A farmer accused of 'obliterating' riverside habitats after he dredged a mile-long stretch of the River Lugg said he did so to protect houses from flooding.
Potato and cattle farmer John Price has been heavily criticised by the Environment Agency and wildlife organisations following his actions.
The 66-year-old farmer, who lives next to the river, reportedly bulldozed a 1.5km stretch into a 'sterile canal', with all riverside habitats 'obliterated'.
Herefordshire Wildlife Trust called his actions 'a crime against the environment', and urged authorities to take 'swift action' against him.
However, speaking to The Daily Telegraph, Mr Price said he was protecting local households from flooding, which were heavily impacted by last year's storms.
He told the paper: "I'm a Herefordshire farmer and have lived at Hay Farm and was born here at home. I have never moved and have watched this river all my life and no one knows this river better than myself.
"I have always looked after the river. I was asked to stop the erosion because I'm the land owner so I'm responsible for the river."
He added: "It was up to the Environmental Agency to look after these rivers but they don't do any work and haven't got any money to do the work because they spend it all on clipboards.
"I have not pushed any trees out and I haven't knocked any trees down I have only cleared what ones came down in the flood."
But Herefordshire Wildlife Trust, which has shared images of the aftermath, said the river and its banks had been 'bulldozed, straightened and reprofiled'.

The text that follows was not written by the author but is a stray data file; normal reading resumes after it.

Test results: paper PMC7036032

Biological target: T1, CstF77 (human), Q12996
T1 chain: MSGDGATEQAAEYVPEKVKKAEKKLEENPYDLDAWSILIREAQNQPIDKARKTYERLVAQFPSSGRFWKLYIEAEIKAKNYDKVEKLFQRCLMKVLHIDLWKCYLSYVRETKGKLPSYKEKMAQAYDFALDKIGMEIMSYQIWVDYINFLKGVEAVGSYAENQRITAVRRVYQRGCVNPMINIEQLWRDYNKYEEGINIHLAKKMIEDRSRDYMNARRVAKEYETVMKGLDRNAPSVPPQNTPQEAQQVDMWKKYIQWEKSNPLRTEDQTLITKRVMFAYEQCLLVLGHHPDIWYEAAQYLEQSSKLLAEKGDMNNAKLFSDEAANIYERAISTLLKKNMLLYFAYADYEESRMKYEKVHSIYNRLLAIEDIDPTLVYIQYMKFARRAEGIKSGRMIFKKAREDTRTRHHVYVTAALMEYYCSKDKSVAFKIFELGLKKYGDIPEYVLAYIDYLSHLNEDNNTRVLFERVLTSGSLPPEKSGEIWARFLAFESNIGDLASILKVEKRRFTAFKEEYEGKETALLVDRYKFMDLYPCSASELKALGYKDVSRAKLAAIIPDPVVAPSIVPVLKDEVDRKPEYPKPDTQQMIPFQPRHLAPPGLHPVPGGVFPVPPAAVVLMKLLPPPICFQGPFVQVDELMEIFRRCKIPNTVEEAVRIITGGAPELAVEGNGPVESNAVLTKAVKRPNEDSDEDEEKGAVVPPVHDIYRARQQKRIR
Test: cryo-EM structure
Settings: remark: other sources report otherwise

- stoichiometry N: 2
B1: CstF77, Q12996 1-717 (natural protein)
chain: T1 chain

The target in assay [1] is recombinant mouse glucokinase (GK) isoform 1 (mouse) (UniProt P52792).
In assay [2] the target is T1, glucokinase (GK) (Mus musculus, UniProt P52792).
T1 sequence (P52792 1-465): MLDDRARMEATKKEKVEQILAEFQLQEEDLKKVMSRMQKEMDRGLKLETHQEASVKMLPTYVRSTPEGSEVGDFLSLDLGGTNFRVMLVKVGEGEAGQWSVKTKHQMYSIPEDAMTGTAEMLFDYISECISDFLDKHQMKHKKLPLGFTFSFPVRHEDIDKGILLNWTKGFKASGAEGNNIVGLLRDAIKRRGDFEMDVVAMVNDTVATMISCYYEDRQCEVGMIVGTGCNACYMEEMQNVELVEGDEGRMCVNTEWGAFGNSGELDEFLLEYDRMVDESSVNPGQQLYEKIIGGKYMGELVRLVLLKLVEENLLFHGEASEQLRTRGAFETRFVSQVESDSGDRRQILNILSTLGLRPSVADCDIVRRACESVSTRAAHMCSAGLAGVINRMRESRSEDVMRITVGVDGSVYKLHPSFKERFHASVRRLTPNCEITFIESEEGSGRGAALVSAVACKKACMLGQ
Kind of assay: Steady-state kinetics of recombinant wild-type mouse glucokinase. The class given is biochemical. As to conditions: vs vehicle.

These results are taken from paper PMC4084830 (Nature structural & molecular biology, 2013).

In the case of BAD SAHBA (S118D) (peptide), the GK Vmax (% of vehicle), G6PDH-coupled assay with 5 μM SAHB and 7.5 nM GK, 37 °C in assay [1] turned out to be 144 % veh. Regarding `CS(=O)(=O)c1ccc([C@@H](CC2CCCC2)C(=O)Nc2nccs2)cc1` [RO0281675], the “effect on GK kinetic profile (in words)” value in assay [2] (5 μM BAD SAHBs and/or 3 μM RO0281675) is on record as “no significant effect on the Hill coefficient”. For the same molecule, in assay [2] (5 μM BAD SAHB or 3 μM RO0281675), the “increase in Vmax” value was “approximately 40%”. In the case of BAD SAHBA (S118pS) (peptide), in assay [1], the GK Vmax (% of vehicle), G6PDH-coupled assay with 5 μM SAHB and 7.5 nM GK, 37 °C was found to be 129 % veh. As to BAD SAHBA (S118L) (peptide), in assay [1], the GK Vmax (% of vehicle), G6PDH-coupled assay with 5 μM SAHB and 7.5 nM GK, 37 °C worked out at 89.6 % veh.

The organisation highlighted that the river is designated a Site of Special Scientific Interest (SSSI) and a Special Area of Conservation (SAC).
Helen Stace, CEO of Herefordshire Wildlife Trust says: “A large stretch of one of the UK’s most important rivers, the Lugg, has been devastated with dire consequences for wildlife and water quality downstream – this is a tragedy.
"The bankside trees are all grubbed out and burnt, the river gravels have been scraped away and the beautiful meanders of the river have been straightened and reprofiled.
“We expect this case to be dealt with in a serious and robust manner and any resulting prosecution should act as a deterrent to prevent anyone committing this type of crime ever again."
The Environment Agency has launched an investigation into the matter.